I’ve remarked before that one of the wonderfully unexpected side effects of having this food blog has been a growing sense of nationalistic food pride. I’ve had the good fortune of being able to travel around the country in search of some of the tastiest morsels being produced by passionate producers the country over.
The weekend before last, I found myself back in Inishowen for the second annual Inishfood Festival. The festival was founded last year in the most delightfully organic way, fed by newly found Twitter connections and encouraged by food enthusiasm, led by Donal Doherty from Harry’s Bar & Restaurant in Bridgend. No doubt we’ll find ourselves back at next year’s Inishfood to find it having grown again, as more and more foodies from the Inishowen peninsula and beyond get on board to share their knowledge and love of Irish food.
A big thanks to all of the speakers and participants of Inishfood who created a welcoming environment perfect for sharing. An enormous thank you to Darren Bradley and his family who welcomed us with Pizzas at The Drift Inn on the Friday night of the festival. And, of course, a round of applause for the team at Harry’s in Bridgend, led by the inimitable Donal, whose enthusiasm and openness is what really makes Inishfood that little bit special.
Kristin has summed up the message of Inishfood beautifully here. I hope my photos will give you an insight to the weekend’s thought-provoking and tasty fun.
We arrived in Buncrana on Friday evening, hungry and thirsty. Good thing Darren Bradley and his family were on hand to dish out delicious homemade pizzas, while Caroline Hennessy from Bibliocook told us about her company Eight Degrees Brewing‘s scrumptious beers, and we all got to enjoy both. Well, except for the kids who stuck to their non-alcoholic drinks.
Saturday morning at Harry’s kicked off with coffee from Coffee Angel and Bailies Coffee, while Tibault Piegne fired up his baking ovens in the middle of the restaurant. The smells were immense as the brioche and sourdough were created throughout the day right under our noses.
Ed Hick took over from the Real Sourdough Class to talk us through our food senses, and giving us a few fun food-based experiments to play around with our sense of taste.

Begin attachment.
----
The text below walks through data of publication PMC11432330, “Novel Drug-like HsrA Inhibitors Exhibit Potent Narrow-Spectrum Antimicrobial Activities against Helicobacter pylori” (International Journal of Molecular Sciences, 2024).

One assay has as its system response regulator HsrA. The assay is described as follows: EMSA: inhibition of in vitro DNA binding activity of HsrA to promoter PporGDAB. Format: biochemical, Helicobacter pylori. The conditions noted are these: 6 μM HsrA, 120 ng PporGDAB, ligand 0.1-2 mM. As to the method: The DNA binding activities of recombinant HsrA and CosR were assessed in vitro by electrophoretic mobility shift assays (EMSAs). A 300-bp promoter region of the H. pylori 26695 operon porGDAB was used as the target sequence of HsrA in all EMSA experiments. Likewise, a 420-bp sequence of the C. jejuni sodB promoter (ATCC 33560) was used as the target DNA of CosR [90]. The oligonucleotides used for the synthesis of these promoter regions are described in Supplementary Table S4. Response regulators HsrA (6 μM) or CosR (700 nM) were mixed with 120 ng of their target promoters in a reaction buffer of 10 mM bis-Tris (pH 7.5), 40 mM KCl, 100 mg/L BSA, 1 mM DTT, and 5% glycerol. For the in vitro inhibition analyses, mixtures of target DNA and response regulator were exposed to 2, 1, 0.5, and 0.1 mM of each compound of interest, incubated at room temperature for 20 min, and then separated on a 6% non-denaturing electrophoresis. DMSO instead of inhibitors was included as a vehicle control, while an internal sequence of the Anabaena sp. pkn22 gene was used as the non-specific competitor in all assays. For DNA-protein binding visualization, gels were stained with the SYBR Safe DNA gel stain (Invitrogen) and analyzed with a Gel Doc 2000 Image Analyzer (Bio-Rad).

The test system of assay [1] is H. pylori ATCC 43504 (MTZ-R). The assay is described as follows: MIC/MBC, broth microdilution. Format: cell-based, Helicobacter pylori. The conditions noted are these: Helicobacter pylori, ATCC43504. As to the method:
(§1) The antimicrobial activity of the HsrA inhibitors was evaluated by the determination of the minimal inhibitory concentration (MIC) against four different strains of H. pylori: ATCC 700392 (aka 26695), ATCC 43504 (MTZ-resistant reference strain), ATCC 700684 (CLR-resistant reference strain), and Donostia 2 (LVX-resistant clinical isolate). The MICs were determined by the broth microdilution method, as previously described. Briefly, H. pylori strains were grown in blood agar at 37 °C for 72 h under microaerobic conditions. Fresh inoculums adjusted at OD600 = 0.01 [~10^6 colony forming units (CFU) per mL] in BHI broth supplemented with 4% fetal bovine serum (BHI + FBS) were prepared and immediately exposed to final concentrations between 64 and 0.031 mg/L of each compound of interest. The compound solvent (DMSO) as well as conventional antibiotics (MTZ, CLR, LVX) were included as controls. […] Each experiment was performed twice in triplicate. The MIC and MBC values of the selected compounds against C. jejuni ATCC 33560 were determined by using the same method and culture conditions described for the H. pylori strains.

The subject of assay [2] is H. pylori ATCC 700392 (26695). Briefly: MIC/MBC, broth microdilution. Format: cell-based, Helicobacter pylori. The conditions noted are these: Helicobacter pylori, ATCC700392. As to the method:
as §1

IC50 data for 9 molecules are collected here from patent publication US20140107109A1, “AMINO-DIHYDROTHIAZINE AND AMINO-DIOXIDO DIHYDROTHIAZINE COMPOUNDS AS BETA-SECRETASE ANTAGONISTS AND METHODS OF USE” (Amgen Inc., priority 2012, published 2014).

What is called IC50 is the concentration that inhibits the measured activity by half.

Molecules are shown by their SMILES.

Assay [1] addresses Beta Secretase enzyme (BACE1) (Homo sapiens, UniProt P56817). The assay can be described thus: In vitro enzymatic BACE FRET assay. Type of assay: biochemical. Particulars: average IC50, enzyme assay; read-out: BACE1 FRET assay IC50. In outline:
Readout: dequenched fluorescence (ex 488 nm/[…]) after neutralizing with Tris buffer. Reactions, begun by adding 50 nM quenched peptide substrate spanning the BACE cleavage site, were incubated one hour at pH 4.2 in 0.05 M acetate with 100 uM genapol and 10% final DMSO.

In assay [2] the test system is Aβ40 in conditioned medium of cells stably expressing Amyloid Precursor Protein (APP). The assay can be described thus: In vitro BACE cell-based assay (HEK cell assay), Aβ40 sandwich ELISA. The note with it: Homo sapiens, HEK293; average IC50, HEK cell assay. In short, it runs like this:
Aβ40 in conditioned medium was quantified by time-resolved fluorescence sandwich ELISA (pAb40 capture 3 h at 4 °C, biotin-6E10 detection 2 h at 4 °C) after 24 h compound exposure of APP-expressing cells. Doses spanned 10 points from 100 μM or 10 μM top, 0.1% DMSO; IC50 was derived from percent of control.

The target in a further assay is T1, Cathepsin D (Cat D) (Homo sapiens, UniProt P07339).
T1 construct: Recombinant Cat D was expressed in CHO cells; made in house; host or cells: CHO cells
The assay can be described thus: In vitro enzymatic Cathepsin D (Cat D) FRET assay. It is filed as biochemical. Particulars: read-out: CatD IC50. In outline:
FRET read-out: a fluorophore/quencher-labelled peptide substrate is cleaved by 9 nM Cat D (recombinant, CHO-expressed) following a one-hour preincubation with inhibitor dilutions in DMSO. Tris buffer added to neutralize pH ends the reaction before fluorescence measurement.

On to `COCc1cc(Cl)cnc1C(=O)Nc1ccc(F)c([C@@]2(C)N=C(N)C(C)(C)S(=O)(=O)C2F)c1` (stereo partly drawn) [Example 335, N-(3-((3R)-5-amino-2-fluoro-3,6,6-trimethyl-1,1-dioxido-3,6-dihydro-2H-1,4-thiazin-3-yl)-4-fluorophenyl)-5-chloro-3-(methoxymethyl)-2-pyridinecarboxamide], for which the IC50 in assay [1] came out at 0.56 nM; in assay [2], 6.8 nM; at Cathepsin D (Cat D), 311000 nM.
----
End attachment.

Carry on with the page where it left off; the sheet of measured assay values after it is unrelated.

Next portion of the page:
Nutritionist Dorcas Barry talked demystified the raw food movement and made some uber-healthy smoothies, thus justifying the rest of the day’s gluttony
Then Harry’s Head Chef Raymond Moran served us up a lunch of The Friendly Farmer’s chicken breast with summer vegetables.
A sample of Goat’s Bridge Trout “Caviar” went down well as Seamus Sheridan from Sheridan’s Cheesemongers and The Green Party talked it out with local skipper and chairperson of Foyle Fisherman’s Co-op in Donegal Michael Cavanagh, Amy Caviston of A Caviston’s fishmonger and café in Greystones, and marine biologist Elena Piana of Goatsbridge Irish Trout.
It was time for 5 Minutes of Fame, and a local food forager came up to share his knowledge of the treats to be found in the hedgerows of Inishowen. The brave among us sample the snails (deliciously smothered in garlic and butter) and the delightful nettle stew. The big hit on this forager’s table was the nettle pesto. A real treat.
Then it was back to the kitchen for Chef Ray (actually, I don’t think he ever left) and our Inishfood feast began.
There were the starters of a giant pork terrine covered in pastry, Glebe Brethan cheese on toast, locally cured Bresola and salad plucked from Harry’s walled garden that afternoon….
The fish courses of prawn cocktail bites, a basket of langoustines, a beautiful nettle and prawn gnocchi and a crispy red mullet…or was it gurnard?
Then we moved on to the meat courses, with some tremendously flavourful Dexter beef followed by a platter of hogget cooked three ways.
Finally, we finished off with the mercifully light buttermilk parfait…
…topped off by a bit of music in the bar to finish off the evening.
Sunday morning was a meet and greet with some Irish rare breeds. A handful of farmers had driven their unique rare-breed cattle and sheep to Inishowen so we could tweet and eat. Ella McSweeney introduced us to Christopher and Helen Kelly of Lough Bishop House and their Irish Moiled Cattle, which Donal cooked up with some Dexter in a kind of make-shift farmer’s stable Sunday roast.
There were also some Roscommon sheep, some beautiful black and red Dexter cattle, the Kerry cow and the sturdy Shoehorn.
Off we drove to Darren Bradley’s back garden, which just so happens to be the shore of Lough Swilly.
Sally McKenna of Bridgestone Guides helped us look for seaweed, pointing out the spirulina which I was amazed to see everywhere.
We were escorted on to the beach by this lion-like dog. Pretty amazing.
Enda McEvoy from Aniar Restaurant in Galway took to the cliffs with a bunch of foraging followers…
…and pointed out things like wild sorrel…
Then we took in the views….
…and headed down to the beach for a bit of a lunchtime party. There were freshly shucked oysters…
While John and Sally McKenna passed around their seaweed butter…seriously good stuff.
Little plastic cups were passed around filled with fizzy seaweed lemonade, which was surprisingly delish.
And…a few more oysters were shucked before we made our way back to Buncrana.
We made our way back to Dublin but followed the rest of the day’s proceedings (a visit to Harry’s walled garden, the Féile Grianán Áiligh Celtic festival and a Chef’s Homecoming dinner) unfold on Twitter.
Once again, thanks to everyone at Harry’s and the greater food community of Inishowen for their generousity and hospitality. Bring on Inishfood 2013!